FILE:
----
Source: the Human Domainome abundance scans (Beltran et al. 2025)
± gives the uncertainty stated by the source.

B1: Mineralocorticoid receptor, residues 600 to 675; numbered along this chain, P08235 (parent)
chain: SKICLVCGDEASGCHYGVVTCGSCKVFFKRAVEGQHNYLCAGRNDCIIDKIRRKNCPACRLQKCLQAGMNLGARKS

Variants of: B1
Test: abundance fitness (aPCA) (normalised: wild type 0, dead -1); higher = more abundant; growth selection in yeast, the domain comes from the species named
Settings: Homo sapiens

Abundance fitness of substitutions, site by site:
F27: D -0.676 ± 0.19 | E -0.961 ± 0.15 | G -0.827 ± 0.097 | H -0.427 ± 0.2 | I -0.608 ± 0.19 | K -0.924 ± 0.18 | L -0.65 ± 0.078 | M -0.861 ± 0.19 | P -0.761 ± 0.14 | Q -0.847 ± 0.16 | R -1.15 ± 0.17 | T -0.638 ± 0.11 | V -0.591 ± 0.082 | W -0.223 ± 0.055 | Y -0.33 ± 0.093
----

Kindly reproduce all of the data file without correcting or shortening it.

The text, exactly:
Source: the Human Domainome abundance scans (Beltran et al. 2025)
± gives the uncertainty stated by the source.

B1: Mineralocorticoid receptor, residues 600 to 675; numbered along this chain, P08235 (parent)
chain: SKICLVCGDEASGCHYGVVTCGSCKVFFKRAVEGQHNYLCAGRNDCIIDKIRRKNCPACRLQKCLQAGMNLGARKS

Variants of: B1
Test: abundance fitness (aPCA) (normalised: wild type 0, dead -1); higher = more abundant; growth selection in yeast, the domain comes from the species named
Settings: Homo sapiens

Abundance fitness of substitutions, site by site:
F27: D -0.676 ± 0.19 | E -0.961 ± 0.15 | G -0.827 ± 0.097 | H -0.427 ± 0.2 | I -0.608 ± 0.19 | K -0.924 ± 0.18 | L -0.65 ± 0.078 | M -0.861 ± 0.19 | P -0.761 ± 0.14 | Q -0.847 ± 0.16 | R -1.15 ± 0.17 | T -0.638 ± 0.11 | V -0.591 ± 0.082 | W -0.223 ± 0.055 | Y -0.33 ± 0.093